I am sharing some thoughts from God in the Wasteland (Eerdmans, 1994) by David Wells. According to Wells, this book deals with how “cultural factors influenced the evangelical church and what steps need “to be taken to reverse the situation” (ix).
Because of our deep need to conform, we have in effect allowed pollsters to become our teachers and ethicists, our philosophers and theologians (58).
The past few decades have seen . . . a gradual descent into the “self” movement, a psychologizing of faith, and an adaptation of Christian belief to a therapeutic culture. . . . we have lost our focus on transcendent biblical truth (58).
It is, of course, true that all human beings are made in the image of God and are spiritually descended from the same Adam, so sin has essentially the same character in all people, whether ancient or modern, black or white, Eastern or Western, male or female, educated or uneducated. At the same time, ethnic and cultural differences do create differences in the specific contours of worldliness from one to another. Every culture makes some sins easier to indulge in and others more difficult, throws a cloak of legitimacy over some but not others. It is especially important for the church, in its own cultural location, to be able to discern generically how sin is made to look normal and normative and how righteousness is made to look strange (59).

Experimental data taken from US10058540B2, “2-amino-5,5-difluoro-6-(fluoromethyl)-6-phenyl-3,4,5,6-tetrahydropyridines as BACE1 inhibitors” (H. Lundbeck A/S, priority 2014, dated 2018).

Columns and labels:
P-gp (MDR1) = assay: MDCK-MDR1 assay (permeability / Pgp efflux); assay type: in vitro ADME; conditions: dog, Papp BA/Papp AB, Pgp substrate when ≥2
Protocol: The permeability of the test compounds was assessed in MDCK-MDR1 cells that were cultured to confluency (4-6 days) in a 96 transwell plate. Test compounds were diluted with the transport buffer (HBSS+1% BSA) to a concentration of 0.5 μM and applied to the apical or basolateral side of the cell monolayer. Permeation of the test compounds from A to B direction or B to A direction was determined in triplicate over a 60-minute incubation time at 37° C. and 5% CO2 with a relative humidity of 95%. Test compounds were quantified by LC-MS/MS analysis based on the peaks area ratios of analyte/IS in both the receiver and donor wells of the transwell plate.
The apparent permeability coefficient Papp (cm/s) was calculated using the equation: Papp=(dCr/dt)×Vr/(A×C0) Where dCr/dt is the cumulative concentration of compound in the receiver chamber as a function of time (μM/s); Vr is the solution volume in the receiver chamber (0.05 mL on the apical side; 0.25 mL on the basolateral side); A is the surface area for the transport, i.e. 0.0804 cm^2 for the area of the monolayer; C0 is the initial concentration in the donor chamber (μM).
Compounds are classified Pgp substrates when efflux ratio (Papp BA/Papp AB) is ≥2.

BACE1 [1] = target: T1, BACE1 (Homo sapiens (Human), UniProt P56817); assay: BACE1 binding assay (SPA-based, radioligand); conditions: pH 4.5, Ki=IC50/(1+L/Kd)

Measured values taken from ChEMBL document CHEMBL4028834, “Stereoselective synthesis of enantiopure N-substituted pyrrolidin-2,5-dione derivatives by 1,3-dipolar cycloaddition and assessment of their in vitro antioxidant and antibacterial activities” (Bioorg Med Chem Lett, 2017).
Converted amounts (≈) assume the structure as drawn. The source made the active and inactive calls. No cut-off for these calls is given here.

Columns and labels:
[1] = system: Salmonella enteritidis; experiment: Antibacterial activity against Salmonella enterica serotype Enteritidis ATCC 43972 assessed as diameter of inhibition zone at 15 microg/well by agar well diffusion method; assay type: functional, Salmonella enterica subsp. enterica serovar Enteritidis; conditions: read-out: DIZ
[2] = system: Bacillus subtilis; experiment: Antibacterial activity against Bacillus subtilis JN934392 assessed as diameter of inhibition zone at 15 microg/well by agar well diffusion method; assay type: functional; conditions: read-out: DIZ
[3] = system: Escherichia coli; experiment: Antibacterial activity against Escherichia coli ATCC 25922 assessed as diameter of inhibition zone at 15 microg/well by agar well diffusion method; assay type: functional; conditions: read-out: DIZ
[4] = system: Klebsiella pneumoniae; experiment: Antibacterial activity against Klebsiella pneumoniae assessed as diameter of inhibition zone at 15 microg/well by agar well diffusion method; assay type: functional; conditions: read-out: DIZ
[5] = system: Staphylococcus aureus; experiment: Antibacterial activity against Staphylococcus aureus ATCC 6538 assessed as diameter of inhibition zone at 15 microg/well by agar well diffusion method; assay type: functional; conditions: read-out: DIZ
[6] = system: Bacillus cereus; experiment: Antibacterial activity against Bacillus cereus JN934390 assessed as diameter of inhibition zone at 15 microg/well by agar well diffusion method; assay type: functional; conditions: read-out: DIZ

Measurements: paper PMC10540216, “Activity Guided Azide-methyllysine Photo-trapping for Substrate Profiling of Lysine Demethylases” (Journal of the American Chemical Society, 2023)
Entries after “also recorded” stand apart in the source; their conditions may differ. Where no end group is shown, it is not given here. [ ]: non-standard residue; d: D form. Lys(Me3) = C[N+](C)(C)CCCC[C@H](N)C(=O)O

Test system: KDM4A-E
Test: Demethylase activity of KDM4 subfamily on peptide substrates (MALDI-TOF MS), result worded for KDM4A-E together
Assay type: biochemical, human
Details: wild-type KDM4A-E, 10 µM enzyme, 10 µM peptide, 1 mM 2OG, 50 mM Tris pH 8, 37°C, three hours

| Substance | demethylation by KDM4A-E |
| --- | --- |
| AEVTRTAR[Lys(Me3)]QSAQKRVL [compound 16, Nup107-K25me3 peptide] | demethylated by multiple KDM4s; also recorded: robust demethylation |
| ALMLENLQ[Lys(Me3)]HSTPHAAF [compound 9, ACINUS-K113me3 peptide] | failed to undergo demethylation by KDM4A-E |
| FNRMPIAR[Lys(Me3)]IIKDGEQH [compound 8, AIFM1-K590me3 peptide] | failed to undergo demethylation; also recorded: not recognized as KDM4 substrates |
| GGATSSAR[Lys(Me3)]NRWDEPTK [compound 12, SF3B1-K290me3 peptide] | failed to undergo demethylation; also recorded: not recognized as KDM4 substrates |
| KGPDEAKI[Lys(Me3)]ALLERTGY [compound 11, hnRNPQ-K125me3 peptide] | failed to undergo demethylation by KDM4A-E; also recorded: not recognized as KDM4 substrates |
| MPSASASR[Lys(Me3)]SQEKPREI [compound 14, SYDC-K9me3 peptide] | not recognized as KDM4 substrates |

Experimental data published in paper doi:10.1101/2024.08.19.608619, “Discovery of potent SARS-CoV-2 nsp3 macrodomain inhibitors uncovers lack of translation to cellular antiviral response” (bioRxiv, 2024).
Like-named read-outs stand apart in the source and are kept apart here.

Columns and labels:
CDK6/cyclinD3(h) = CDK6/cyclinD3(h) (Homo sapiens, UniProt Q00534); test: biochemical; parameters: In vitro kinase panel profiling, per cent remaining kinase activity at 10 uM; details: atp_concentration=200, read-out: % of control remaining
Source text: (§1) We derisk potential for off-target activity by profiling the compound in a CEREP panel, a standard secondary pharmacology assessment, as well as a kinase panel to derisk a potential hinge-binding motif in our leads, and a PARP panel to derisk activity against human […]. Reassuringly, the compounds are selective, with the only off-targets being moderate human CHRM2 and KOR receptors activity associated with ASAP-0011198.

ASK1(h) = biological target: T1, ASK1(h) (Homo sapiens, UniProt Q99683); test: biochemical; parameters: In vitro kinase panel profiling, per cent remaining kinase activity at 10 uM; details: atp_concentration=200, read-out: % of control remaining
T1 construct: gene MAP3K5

We are nothing if not consumers—consumers of things, words, images, sex, power, relationships, experiences, and ethnicity. We are all suspended in a state of unsatisfied desire, perpetually expecting that immediate satisfaction is at hand, trying to work out the key to obtaining it. There is scarcely any available resource that has not been pressed into use to provide satisfaction, emancipation, or self-actualization; there is scarcely any part of life over which we, as a society, do not seek control in the interests of ease, security, and having plenty. Those are the hallmarks of consumption: a hunger for satisfaction on the part of those who consume and a hunger for control on the part of those who dominate the processes of production. The primacy of the consumer mentality has loosed two connected revolutions on the modern world—the therapeutic and the managerial (61).
The therapeutic and managerial revolutions presume to offer a kind of secular providence, transferring the control of the world from the hands of God to those of managers and therapists (61-62).
Evangelicals have been willing to bestow legitimacy only on ideas that work (67).